A grassroots group has been formed in Altona to raise awareness of the history and experience of Indigenous peoples in Canada.
Spokesperson, Dorothy Braun, says members from the Altona United Church and the community at large were drawn together by the words of Murray Sinclair, chairman of the Indian Residential Schools Truth and Reconciliation Commission from 2009 to 2015.
"A question was put to him about, what can you do, what should people do about reconciliation? And he said, read the 94 recommendations...look at them and see [if] there is anything there that comes to you, and you think, 'Oh well, I could try that.' So, our priorities are to provide a number of opportunities for people to start to think about their Indigenous neighbours and what has colonization done to them."
The group wants to address that issue through authentic voices, through people from First Nations communities.
"The Truth and Reconciliation Commission happened quite a number of years ago. I don't know that there have been many opportunities in the community, other than the work that has been done by Neubergthal, for people to actually hear the voices, read the stories, find out a little bit about [the history of Indigenous peoples in Canada.] I think it's important. I think we need to look for ways to build bridges between these two solitudes if you want to think about it that way."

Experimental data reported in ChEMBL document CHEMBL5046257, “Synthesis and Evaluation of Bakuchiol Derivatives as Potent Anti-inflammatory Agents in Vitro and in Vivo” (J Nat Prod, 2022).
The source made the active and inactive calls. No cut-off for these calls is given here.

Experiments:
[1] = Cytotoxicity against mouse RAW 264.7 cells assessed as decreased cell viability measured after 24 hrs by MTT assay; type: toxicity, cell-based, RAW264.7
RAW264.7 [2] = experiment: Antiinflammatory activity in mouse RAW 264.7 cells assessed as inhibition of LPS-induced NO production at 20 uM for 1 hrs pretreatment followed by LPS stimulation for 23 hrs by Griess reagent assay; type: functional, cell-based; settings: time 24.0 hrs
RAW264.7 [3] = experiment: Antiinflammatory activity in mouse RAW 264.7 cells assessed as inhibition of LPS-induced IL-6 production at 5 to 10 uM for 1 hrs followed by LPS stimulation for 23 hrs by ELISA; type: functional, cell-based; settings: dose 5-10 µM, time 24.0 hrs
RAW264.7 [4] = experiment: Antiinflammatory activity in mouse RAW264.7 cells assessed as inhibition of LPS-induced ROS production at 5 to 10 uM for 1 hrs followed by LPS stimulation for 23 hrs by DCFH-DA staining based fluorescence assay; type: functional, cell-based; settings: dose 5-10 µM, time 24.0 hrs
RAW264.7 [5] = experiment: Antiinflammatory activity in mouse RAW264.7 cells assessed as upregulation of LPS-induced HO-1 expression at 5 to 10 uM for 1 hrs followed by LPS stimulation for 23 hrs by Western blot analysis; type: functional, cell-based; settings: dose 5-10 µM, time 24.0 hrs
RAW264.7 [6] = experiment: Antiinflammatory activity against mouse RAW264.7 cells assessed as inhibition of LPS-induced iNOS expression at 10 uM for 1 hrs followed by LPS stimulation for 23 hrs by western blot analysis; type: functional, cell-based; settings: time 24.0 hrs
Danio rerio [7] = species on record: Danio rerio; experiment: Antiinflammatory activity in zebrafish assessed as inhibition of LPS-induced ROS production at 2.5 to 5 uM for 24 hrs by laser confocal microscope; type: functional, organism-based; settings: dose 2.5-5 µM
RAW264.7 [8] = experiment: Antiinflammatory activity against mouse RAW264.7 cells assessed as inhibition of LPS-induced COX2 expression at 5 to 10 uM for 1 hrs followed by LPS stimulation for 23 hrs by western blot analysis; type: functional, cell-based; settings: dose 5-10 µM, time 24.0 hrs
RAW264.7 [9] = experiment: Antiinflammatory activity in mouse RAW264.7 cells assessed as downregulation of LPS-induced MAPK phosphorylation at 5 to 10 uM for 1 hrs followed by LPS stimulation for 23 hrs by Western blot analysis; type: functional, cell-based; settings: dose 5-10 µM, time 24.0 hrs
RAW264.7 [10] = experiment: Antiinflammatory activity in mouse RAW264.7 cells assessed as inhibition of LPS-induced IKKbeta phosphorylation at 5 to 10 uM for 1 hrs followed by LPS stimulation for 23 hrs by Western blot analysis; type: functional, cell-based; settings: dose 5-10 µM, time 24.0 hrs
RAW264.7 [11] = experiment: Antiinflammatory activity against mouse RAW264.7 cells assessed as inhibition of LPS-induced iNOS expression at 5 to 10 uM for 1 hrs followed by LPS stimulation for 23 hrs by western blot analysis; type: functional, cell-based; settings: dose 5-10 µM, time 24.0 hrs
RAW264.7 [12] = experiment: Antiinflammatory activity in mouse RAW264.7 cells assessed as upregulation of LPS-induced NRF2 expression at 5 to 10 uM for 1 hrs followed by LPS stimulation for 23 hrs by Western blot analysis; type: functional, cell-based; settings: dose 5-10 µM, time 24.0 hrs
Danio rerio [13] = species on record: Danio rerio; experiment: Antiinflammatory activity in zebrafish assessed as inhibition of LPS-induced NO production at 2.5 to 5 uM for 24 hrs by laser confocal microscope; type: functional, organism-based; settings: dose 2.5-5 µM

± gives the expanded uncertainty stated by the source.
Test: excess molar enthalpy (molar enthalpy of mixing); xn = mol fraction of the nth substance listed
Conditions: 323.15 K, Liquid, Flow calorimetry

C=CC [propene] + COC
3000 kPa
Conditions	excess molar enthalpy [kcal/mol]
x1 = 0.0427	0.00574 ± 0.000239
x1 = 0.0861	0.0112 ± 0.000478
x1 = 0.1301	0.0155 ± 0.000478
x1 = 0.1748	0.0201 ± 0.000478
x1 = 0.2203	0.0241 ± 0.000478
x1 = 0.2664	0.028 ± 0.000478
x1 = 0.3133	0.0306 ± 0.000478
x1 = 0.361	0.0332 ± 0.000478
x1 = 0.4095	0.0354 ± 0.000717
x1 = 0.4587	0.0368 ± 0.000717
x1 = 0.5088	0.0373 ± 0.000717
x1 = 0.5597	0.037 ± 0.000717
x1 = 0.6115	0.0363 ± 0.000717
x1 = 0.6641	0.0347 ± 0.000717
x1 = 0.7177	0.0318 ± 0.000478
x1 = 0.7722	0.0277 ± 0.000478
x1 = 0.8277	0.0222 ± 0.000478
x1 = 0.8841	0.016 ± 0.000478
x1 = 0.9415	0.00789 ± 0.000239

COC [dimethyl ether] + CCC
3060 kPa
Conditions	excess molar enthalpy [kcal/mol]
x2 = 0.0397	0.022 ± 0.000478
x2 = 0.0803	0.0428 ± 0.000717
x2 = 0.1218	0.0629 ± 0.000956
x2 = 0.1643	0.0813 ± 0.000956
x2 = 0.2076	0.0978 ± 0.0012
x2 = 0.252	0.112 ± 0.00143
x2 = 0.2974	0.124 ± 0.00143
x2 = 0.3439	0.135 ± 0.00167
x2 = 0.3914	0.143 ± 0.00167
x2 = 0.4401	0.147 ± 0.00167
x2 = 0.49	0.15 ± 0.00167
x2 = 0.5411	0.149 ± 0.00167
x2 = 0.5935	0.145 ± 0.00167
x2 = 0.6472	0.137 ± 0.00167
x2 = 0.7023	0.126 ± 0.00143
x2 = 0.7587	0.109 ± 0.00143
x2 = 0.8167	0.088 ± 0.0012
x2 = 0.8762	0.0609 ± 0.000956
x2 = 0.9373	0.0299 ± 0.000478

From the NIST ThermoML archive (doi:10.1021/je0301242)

"With the finding of the unmarked graves of [Indigenous] children, I'm sure it was shocking to many people," added Braun. "We thought this is a good opportunity for us to bring this into the community and let people come as they wish to engage in it."
The group is receiving financial support in the form of a grant through Southern Health-Sante Sud that seeks to build bridges between communities. Other supporters include the Town of Altona and the Altona United Church. That backing is allowing the group to address the lack of awareness about the impact of Indigenous colonization and residential schools through a number of events, including two this fall.
The first one is on September 29 at 7 p.m. at the Millennium Exhibition Center in Altona, with Elder Florence Paynter coming to talk about an elder's perspective on the treaties. Admission is free.
The second event is a book club in partnership with the South Central Regional Library. It will be based on Indigenous authors, including Blackwater by David A. Robertson. Participants are invited to explore the library's more than 200 materials on Indigenous experience.
Future events may include a blanket exercise with Indigenous leaders, as well as hosting additional Indigenous authors.